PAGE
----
PRINCE William has launched the Earthshot Prize, which offers £50m (US$65m) in funding for solutions to the environmental and climate crises.
The aim of the prize, which was launched by Prince William and The Royal Foundation, is to provide an incentive to find solutions to repair the planet over the next decade. The prize aims to improve living standards globally and find environmental solutions that work on every level through new ways of thinking, new technologies, systems, and policies.
The name of the Earthshot Prize is inspired by Moonshot, which was the name of US President John Kennedy’s drive to see humans land on the Moon. The prize is centred around five Earthshot challenges: protect and restore nature, clean our air, revive our oceans, build a waste-free world, and fix our climate. Each goal is based on scientifically agreed targets including the UN Sustainable Development Goals. Five £1m prizes – one for each Earthshot – will be awarded every year to 2030. The winners will be selected from 15 finalists and announced at a ceremony held in a different host city each year. The first ceremony will take place in London in 2021.
The prize will be awarded by Prince William and The Earthshot Prize Council, and a panel of experts will support the judging process. The council was picked to be as diverse and global as possible. Its members include Sir David Attenborough, Queen Rania Al Abdullah of Jordan, actor Cate Blanchett, former astronaut Naoko Yamazaki, footballer Dani Alves, and economist Ngozi Okonjo-Iweala.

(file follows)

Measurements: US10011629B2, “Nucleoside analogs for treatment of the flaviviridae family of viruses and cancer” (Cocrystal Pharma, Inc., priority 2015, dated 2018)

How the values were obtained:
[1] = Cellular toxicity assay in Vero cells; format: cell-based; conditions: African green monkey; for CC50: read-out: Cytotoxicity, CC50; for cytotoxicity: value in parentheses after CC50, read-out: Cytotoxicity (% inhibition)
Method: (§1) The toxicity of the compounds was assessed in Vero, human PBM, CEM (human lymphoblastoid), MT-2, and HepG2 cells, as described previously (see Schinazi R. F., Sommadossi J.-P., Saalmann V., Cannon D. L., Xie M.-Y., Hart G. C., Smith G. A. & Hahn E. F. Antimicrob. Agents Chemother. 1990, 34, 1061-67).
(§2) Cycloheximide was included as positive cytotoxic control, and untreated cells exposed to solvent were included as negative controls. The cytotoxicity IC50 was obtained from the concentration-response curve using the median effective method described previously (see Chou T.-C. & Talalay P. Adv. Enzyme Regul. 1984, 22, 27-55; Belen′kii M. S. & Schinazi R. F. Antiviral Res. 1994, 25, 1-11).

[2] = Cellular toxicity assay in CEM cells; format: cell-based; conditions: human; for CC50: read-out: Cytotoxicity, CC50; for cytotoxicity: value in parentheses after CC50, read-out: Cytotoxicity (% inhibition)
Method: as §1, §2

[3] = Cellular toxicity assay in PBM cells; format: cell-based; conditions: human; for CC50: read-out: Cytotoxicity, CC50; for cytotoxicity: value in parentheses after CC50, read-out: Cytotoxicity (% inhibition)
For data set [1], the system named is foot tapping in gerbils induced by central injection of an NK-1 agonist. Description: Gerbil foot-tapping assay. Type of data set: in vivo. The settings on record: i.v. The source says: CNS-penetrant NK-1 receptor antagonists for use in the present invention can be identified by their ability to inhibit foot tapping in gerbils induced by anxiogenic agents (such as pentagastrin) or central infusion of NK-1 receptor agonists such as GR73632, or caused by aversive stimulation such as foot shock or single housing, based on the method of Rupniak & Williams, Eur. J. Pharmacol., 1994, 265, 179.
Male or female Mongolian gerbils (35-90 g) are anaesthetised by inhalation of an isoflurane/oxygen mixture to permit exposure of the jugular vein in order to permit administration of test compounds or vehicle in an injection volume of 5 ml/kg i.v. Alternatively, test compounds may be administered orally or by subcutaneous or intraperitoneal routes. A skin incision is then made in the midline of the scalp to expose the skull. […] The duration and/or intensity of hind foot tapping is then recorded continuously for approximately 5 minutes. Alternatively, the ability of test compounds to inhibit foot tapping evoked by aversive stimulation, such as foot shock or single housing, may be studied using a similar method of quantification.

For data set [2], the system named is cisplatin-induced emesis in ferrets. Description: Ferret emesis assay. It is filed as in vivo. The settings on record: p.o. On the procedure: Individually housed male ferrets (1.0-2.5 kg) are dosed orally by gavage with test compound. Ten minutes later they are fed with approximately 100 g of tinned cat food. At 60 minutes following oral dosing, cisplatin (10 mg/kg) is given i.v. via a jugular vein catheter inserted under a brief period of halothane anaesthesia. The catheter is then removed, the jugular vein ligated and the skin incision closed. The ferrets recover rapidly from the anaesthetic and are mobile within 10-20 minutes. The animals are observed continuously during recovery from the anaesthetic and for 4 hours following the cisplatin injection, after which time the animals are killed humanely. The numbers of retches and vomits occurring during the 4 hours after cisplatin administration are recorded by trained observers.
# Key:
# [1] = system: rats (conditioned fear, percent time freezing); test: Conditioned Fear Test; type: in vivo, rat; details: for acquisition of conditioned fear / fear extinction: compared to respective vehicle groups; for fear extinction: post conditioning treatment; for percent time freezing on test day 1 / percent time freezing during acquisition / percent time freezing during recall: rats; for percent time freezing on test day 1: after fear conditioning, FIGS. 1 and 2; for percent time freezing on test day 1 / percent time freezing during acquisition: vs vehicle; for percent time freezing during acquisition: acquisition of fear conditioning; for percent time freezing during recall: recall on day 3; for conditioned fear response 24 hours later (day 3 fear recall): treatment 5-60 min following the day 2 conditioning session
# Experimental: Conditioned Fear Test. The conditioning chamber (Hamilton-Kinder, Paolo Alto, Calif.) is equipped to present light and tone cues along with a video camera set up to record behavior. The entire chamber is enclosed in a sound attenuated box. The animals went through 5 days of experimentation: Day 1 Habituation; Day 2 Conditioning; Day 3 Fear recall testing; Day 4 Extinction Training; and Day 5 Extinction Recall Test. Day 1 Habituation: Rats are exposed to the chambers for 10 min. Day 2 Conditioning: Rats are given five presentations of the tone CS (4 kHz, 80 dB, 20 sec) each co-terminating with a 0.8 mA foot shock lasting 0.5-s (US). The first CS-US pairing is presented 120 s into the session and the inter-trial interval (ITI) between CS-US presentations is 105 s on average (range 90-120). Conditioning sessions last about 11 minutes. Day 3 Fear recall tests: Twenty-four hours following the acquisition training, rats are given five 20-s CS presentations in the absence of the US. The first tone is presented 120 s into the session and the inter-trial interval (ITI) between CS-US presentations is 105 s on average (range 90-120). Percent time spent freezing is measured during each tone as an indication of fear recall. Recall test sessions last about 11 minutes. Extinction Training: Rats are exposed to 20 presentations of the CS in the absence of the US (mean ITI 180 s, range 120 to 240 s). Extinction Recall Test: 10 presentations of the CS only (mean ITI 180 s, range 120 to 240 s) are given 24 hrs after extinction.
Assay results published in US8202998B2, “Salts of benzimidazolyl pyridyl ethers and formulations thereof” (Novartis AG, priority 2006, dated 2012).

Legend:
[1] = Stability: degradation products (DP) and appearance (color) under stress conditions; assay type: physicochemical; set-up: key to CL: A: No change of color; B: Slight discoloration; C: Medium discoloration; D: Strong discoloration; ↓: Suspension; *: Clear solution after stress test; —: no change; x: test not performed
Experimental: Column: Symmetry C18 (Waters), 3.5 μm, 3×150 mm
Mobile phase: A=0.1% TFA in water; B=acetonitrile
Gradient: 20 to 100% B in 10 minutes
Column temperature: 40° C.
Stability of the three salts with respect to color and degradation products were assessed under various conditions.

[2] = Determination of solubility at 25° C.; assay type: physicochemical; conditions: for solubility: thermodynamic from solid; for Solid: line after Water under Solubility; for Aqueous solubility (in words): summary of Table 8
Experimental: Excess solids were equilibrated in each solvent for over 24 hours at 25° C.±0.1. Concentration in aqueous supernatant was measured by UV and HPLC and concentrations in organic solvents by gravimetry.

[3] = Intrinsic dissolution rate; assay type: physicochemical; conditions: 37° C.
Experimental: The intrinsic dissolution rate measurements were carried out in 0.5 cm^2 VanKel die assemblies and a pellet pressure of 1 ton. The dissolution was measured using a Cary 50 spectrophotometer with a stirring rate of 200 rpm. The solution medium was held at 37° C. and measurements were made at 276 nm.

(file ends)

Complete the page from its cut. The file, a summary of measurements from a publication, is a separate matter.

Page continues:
Nominations will open on 1 November and the prize is open to anyone – individuals or teams – which could comprise engineers, activists, schools, economists, governments, banks, businesses, and regions. The prize money will be used to support the projects to help scale the work.
A video was released at the launch of the prize where Prince William and Sir David Attenborough discuss the critical role that it will have to play, and also introduces the council.
Prince William said: “The plan is to really galvanise and bring together the best minds, the best possible solutions, to fixing and tackling some of the world’s greatest environmental challenges. We’ve got to harness our ingenuity and our ability to invent. The next ten years are a critical decade for change. Time is of the essence, which is why we believe that this very ambitious global prize is the only way forward.”
Sir David said: “I really do think things are about to start to move, and this sort of idea could be the spark that is really going to give it the lift and the impetus to develop into something huge. It’s a great source of hope, and I hope it spreads around the world.”
Sir David recently released a documentary on Netflix, A Life on Our Planet, which he describes as his witness statement. In the documentary he gives his first-hand account of humanity’s destruction of nature over the last 60 years, but also makes suggestions on how the world can change to a sustainable path that benefits both humans and the environment.
More information on the Prize can be found here.
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